Title: Cesar Chavez
Directed By: Diego Luna
Starring: Michael Pen?a, America Ferrera, Rosario Dawson, Jacob Vargas, Yancey Arias, Wes Bentley, John Ortiz, John Malkovich
Screened at SXSW 2014
Diego Luna’s “Cesar Chavez” bears some weight courtesy of its true roots, but the abundance of information and lack of heart makes it feel more like a history lesson rather than a dynamic cinematic experience.
Michael Peña leads as the title character, a man who decides it’s time to dedicate his life to pursuing farm workers’ rights. With the help of Dolores Huerta (Rosario Dawson), Chavez forms the United Farm Workers labor union, rouses thousands across the state of California and initiates a strike for workers, specifically grape pickers in desperate need of better working conditions and increased wages. When wealthy grape-growers like John Malkovich’s Bogdanovitch refuse to come to terms with the UFW, not only must Chavez come up with innovative ways to convince farm owners to support their cause, but he also must uphold the UFW’s morale and support his wife (America Ferrera) and children during the trying times.
As someone who’s only vaguely familiar with Chavez’s exploits, admittedly, I had a lot to learn about the famed labor leader. “Cesar Chavez” does manage to get the basics across, identifying the major players, and pinpointing each side’s demands and motivations, but you can get all of that from Chavez’s Wikipedia page. Part of the reason you bring a true story to screen is so that moviegoers can live through an event that they can never undergo firsthand. But sadly, “Cesar Chavez” isn’t engrossing in the least. Rather than let you experience the story, the feature just tells it to you, a flaw that’s caused by all of the chief elements of the production – the performances, direction and the script.
Luna nor scribes Keir Pearson and Timothy J. Sexton offer any access to the characters. Considering Chavez is a strictly peaceful man and because settling these types of disagreements requires a great deal of negotiations, “Cesar Chavez” was bound to be exposition heavy. However, the trouble is, the abundance of speeches and conversations are so laden with details that for someone with little prior knowledge of the scenario, it’s impossible to digest it all because the facts aren’t presented in a genuine fashion. Had the film featured characters that felt like fully realized people that you could connect with, the delivery of information would have felt more natural, but instead, it’s as though they’re mere talking heads spitting facts at you and trying to keep up with it all is just too exhausting.
As much as we’d all like to think of ourselves as kind, caring and giving people, Chavez really went above and beyond, making countless personal sacrifices while fighting to make a difference for so many people. That’s the element that should have made this biopic inspiring, but it never manages to have that effect because the filmmakers’ representation of his selflessness is totally flat. Peña merely announces his agenda, puts on a stern, determined face, and that’s that. It’s always only about getting the details across and nothing more. There are little to no character reaction shots, no moments to breathe and assess the latest plot development, and also no clear beats to any of the scenes. Just as you want a beginning, middle and end for a full feature, you want individual scenes and sequences to have a semblance of the same, but when everything is driven by facts rather than emotion, it comes across as entirely one note.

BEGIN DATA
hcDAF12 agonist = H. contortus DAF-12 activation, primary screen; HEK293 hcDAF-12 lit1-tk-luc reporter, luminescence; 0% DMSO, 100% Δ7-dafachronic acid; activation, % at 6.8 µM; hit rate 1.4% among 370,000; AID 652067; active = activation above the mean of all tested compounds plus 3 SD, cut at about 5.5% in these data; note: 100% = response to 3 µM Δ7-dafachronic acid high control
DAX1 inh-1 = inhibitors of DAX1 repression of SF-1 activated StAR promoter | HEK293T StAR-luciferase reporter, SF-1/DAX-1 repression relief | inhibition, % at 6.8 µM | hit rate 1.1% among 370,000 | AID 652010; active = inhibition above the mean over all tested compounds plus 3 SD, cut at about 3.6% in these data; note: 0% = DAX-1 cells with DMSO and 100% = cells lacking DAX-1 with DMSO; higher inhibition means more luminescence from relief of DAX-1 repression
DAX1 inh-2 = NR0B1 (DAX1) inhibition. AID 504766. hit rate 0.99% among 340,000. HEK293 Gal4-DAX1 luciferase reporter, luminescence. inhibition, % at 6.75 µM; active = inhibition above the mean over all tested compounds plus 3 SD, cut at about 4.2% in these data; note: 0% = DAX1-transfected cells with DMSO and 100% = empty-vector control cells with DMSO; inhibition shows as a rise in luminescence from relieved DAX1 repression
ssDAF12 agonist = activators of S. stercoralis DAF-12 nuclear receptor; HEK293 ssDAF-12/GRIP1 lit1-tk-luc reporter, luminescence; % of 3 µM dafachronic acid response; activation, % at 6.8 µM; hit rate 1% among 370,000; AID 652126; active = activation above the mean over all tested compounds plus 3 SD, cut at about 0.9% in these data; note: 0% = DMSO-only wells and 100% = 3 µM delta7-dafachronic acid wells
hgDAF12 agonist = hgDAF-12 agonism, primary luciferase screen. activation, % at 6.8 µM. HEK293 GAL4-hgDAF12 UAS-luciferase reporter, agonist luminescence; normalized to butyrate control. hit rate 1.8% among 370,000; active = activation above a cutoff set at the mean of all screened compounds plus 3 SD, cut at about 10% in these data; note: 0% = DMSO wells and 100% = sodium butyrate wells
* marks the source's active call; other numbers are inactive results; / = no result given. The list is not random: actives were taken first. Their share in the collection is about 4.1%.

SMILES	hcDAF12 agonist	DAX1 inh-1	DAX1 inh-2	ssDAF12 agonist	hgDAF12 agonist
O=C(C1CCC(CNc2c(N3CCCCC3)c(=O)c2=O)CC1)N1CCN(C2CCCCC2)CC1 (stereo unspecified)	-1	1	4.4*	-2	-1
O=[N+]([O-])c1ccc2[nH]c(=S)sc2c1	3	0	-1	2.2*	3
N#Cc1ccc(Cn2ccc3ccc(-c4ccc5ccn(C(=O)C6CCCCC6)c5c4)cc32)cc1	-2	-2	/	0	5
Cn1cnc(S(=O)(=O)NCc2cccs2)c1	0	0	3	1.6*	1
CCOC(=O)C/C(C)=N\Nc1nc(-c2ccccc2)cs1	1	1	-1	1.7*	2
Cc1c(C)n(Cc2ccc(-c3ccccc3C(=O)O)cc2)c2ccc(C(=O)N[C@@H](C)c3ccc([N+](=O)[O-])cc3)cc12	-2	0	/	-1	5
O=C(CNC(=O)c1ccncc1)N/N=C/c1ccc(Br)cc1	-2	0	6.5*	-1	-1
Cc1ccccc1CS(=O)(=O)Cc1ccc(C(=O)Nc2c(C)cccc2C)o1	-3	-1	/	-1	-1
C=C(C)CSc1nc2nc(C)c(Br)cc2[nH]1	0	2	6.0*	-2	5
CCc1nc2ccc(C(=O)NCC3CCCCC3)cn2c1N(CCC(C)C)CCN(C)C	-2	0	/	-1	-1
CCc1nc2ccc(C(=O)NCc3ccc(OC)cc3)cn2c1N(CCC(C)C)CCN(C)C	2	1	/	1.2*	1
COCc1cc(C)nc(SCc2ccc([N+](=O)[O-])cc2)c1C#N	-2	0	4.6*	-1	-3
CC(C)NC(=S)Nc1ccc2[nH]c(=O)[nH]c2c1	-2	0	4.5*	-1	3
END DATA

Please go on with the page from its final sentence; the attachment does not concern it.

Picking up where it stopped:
Chavez’s relationship with his eldest son is meant to be a pivotal component of the film with a third act payoff, but all we get are a couple of cold conversations. They say their lines, the son sulks and that’s it. We know what they think about their strained relationship – they come right out and say it – but it’s impossible to care when you never get to experience how they feel. Chavez essentially has to choose between the UFW and his family. Having family in the equation should be an instant connecting factor, but it’s not because every single member of the family is just a one-dimensional representation of the real deal, and why should anyone expect to be able to relate to that?
The same issues plague Chavez’s fight for workers’ rights. He strikes, he marches, he fasts, but you never get that feel-good sports movie type of rise when the underdog thrives and takes a step closer to achieving his or her goal. There are a few action scenes chronicling protests gone wrong that bear a bit of a build, but otherwise, it’s talk, talk, talk and more talk, and there’s just no getting away with that when all that talk is just reciting dialogue. When you’re discussing something you’re passionate about, there are layers to it; you’ve thought about what you’re going to say, you’re thinking about it while you’re saying it and then you’re emoting after you’ve gotten it all out and begin to get a reaction. That doesn’t exist in “Cesar Chavez.” It’s merely delivering the lines and moving on.
Luna takes a similar approach to the piece from a technical standpoint. It’s just about covering the dialogue, the little bit of action and that’s all. There’s seemingly no thought behind the shot selection beyond just getting the necessary coverage, an issue that absolutely contributes to the film’s lack of emotional beats. Whereas new revelations could have been amplified by simply moving from a medium-sized shot to a close-up, Luna just sticks with the basics, making the visuals as flat as the script.
“Cesar Chavez” isn’t a devastating failure, but it’s very disappointing when someone so exceptional winds up with a biopic that’s so unexceptional in every respect. Based on the final product, it’s hard to believe this was someone’s passion project because the quality of work here just reflects a need to get a job done and nothing more.